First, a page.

I’m Not a Mind Reader, and I Don’t Have a Magic Wand, but . . .

03.01.2012

We are all longing for what’s ahead, whether for students it’s just making it to Spring Break, political candidates hoping they are winning the hearts of their constituents, women unveiling their pregnant bellies, flower buds close to coloring the landscape, families looking forward to Easter/Passover gatherings, retailers eagerly hoping the new spring hues will resonate with shopper’s eyes and wallets, college basketball teams that are on the “bubble,” the hope that this season could be the year, as Spring Training begins…

There is much hope in the air on the cusp of Spring.

 

 

Unfortunately, there are many reminders of hopelessness, whether it’s the most recent high school shooting in Ohio, or the trial in New Jersey where a college student took his own life. There may be families debating between topping off the gas tank, or buying ice cream; others debating whether a clinical trial is worth the risk. Or consider the high school junior now pondering whether a particular college is out of reach due to a recent report card. In these times, it is easy to think a situation is hopeless.

 

Much of my work is helping people find hope in hopeless situations, helping people build upon the hope that they are precariously standing on, or finding the embers and sparks of hope that a client may be overlooking. Hope is a universal belief that allows us to push through barriers, overcome adversity, and help us to endure knowing that “it gets better.”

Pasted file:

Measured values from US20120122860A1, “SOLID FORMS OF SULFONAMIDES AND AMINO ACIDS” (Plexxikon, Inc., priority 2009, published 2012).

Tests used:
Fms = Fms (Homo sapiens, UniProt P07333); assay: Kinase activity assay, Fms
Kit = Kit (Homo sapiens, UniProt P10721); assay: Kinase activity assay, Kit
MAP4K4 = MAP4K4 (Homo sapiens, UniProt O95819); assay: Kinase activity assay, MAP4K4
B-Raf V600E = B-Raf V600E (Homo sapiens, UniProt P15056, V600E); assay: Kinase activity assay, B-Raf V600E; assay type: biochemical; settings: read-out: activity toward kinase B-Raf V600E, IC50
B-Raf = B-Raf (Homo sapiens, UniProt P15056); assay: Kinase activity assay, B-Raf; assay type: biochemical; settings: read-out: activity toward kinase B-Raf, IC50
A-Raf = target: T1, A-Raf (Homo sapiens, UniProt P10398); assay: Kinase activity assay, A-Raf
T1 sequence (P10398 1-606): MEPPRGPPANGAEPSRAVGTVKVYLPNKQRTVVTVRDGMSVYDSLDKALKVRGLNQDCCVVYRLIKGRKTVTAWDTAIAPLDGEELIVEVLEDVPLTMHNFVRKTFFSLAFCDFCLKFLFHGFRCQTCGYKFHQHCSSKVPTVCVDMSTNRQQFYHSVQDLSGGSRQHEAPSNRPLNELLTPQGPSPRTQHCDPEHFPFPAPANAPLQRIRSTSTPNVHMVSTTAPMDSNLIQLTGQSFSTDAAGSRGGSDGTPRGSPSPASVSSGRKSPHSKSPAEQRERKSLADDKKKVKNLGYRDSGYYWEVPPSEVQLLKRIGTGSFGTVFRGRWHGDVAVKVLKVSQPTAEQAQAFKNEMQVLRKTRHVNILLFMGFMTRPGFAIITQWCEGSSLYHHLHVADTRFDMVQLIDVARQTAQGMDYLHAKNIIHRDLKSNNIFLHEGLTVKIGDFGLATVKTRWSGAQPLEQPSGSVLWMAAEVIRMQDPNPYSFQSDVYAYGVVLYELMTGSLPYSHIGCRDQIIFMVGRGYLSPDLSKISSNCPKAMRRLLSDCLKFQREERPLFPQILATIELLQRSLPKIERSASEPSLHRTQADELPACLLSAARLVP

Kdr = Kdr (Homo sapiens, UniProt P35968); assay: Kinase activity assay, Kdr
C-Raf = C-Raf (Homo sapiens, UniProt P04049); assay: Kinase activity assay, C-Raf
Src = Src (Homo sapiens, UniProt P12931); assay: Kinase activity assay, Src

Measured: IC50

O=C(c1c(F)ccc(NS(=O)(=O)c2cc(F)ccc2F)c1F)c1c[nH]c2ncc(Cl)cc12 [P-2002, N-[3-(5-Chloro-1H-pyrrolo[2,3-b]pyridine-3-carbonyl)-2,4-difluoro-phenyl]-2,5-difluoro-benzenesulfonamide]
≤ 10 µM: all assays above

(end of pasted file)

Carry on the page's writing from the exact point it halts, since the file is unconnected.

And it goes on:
Counseling is a place to find support and encouragement for hope to grow.  Or it can be a place where the embers of hope are invigorated into something brighter and larger. As I tell my kid and teen clients, I’m not a mind reader, and I don’t have a magic wand, but we can work together to find solutions and hope.

 

 

 

 

 

*Photo Credit: Licks-Ninjas + Offbeat Vision

 

2 Responses to “I’m Not a Mind Reader, and I Don’t Have a Magic Wand, but . . .”

  1. Dan Bolton says:

    It’s always good to have a reminder like this of why we became therapists in the the first place.

  2. johnleemsw says:

    It certainly is. I think the general public perception of our field is not necessarily hope. More people(including men) would be probably be open to therapy if they knew we start with hope vs. “getting heads shrunk.”

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